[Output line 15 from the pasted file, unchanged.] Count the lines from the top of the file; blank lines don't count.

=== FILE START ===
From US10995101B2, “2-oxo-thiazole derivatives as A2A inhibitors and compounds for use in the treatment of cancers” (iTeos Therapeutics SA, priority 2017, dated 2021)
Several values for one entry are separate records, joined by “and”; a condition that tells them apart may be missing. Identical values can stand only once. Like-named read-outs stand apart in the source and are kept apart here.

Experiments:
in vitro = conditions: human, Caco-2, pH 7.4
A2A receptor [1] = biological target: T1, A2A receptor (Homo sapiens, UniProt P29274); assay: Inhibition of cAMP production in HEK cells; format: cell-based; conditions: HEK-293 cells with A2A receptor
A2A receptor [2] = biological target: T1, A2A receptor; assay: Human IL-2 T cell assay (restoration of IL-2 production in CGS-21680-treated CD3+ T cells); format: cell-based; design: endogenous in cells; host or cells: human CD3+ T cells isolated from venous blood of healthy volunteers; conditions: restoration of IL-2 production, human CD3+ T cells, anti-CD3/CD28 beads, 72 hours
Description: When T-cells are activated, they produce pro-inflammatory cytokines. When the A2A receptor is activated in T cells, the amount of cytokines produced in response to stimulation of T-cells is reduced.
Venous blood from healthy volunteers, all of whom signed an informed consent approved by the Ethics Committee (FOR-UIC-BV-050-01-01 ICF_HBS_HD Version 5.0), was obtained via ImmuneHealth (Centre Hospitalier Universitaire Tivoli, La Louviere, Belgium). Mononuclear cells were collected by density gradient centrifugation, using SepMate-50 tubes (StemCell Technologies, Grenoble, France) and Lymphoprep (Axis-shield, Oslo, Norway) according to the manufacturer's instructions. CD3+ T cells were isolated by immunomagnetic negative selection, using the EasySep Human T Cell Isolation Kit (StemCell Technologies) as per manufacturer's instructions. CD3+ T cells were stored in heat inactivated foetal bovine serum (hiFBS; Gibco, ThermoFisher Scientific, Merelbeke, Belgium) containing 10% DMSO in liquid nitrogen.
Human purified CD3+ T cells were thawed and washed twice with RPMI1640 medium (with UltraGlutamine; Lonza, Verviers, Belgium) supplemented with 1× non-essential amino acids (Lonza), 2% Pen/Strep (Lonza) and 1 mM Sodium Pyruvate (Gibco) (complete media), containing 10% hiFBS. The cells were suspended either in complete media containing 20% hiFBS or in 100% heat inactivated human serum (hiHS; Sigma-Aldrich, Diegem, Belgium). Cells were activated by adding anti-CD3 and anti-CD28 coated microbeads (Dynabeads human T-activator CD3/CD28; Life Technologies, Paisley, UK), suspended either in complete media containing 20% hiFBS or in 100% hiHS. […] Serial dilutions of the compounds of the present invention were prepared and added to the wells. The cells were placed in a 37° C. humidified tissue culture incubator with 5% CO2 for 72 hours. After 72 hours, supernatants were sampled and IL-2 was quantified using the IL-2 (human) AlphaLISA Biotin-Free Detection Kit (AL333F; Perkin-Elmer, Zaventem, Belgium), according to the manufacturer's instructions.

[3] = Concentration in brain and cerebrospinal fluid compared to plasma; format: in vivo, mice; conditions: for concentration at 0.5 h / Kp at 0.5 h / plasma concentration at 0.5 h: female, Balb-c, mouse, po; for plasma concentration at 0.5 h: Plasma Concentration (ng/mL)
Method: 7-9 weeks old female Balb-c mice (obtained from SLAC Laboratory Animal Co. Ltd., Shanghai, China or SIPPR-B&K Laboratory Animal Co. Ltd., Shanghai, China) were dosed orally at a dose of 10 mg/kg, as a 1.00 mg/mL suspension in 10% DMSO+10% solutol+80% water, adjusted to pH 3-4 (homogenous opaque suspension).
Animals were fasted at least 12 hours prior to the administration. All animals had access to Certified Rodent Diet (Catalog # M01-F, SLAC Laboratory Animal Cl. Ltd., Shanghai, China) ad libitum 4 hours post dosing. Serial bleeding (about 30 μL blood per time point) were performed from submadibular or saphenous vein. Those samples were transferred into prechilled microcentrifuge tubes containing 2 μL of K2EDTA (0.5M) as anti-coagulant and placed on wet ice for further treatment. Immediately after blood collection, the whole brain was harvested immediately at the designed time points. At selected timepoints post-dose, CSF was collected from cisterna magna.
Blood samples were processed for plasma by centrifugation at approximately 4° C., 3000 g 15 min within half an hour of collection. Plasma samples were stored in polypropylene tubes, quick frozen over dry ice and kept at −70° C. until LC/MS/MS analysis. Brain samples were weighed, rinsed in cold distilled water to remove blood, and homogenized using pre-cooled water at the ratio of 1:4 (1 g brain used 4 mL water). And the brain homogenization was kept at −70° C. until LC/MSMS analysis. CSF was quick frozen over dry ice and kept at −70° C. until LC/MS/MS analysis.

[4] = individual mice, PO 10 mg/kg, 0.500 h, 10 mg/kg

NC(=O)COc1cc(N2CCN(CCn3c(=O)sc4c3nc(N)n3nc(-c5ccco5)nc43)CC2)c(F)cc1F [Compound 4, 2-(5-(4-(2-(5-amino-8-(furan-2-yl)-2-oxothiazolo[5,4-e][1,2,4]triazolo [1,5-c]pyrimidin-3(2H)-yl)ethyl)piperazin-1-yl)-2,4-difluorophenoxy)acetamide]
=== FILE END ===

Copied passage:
NC(=O)COc1cc(N2CCN(CCn3c(=O)sc4c3nc(N)n3nc(-c5ccco5)nc43)CC2)c(F)cc1F [Compound 4, 2-(5-(4-(2-(5-amino-8-(furan-2-yl)-2-oxothiazolo[5,4-e][1,2,4]triazolo [1,5-c]pyrimidin-3(2H)-yl)ethyl)piperazin-1-yl)-2,4-difluorophenoxy)acetamide]